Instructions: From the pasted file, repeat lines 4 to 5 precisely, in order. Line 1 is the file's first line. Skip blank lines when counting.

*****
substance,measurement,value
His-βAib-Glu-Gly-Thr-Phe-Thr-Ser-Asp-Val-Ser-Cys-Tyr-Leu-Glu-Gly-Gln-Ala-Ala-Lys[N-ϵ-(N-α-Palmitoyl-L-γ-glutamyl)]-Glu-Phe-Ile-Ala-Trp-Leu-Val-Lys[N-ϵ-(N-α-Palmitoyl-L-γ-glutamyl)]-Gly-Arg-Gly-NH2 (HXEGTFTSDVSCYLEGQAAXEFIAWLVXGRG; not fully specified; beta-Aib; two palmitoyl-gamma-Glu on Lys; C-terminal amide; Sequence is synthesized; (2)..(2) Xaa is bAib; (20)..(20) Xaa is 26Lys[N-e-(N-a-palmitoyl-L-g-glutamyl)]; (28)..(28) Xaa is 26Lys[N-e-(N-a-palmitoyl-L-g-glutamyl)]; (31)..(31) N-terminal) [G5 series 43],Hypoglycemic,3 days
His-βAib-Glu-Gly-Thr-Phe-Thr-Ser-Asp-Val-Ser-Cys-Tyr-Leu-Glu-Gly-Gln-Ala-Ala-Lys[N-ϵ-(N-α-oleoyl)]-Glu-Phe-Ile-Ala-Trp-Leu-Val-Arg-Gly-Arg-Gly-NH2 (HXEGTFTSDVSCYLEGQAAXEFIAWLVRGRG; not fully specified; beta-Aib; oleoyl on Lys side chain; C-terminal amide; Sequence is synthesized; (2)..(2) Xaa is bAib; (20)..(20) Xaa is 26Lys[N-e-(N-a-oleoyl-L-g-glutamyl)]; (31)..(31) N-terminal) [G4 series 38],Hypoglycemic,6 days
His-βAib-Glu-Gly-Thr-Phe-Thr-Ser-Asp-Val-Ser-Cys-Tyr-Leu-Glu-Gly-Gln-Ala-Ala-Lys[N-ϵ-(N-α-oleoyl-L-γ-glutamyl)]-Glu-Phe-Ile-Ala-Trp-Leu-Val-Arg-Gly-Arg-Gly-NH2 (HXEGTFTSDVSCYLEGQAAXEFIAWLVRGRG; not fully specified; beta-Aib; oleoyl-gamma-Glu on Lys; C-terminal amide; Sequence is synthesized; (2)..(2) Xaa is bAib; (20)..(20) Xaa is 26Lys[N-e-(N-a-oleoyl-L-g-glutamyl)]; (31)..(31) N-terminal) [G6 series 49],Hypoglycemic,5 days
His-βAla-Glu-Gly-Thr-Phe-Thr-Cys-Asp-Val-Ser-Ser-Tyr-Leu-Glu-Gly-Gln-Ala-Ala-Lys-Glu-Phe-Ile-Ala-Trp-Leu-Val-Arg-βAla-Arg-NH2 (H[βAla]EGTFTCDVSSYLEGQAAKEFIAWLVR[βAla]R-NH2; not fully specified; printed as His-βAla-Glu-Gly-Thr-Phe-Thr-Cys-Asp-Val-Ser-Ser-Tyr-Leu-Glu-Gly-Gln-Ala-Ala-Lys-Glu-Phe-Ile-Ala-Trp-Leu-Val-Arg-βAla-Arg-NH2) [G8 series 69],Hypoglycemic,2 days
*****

His-βAib-Glu-Gly-Thr-Phe-Thr-Ser-Asp-Val-Ser-Cys-Tyr-Leu-Glu-Gly-Gln-Ala-Ala-Lys[N-ϵ-(N-α-oleoyl-L-γ-glutamyl)]-Glu-Phe-Ile-Ala-Trp-Leu-Val-Arg-Gly-Arg-Gly-NH2 (HXEGTFTSDVSCYLEGQAAXEFIAWLVRGRG; not fully specified; beta-Aib; oleoyl-gamma-Glu on Lys; C-terminal amide; Sequence is synthesized; (2)..(2) Xaa is bAib; (20)..(20) Xaa is 26Lys[N-e-(N-a-oleoyl-L-g-glutamyl)]; (31)..(31) N-terminal) [G6 series 49],Hypoglycemic,5 days
His-βAla-Glu-Gly-Thr-Phe-Thr-Cys-Asp-Val-Ser-Ser-Tyr-Leu-Glu-Gly-Gln-Ala-Ala-Lys-Glu-Phe-Ile-Ala-Trp-Leu-Val-Arg-βAla-Arg-NH2 (H[βAla]EGTFTCDVSSYLEGQAAKEFIAWLVR[βAla]R-NH2; not fully specified; printed as His-βAla-Glu-Gly-Thr-Phe-Thr-Cys-Asp-Val-Ser-Ser-Tyr-Leu-Glu-Gly-Gln-Ala-Ala-Lys-Glu-Phe-Ile-Ala-Trp-Leu-Val-Arg-βAla-Arg-NH2) [G8 series 69],Hypoglycemic,2 days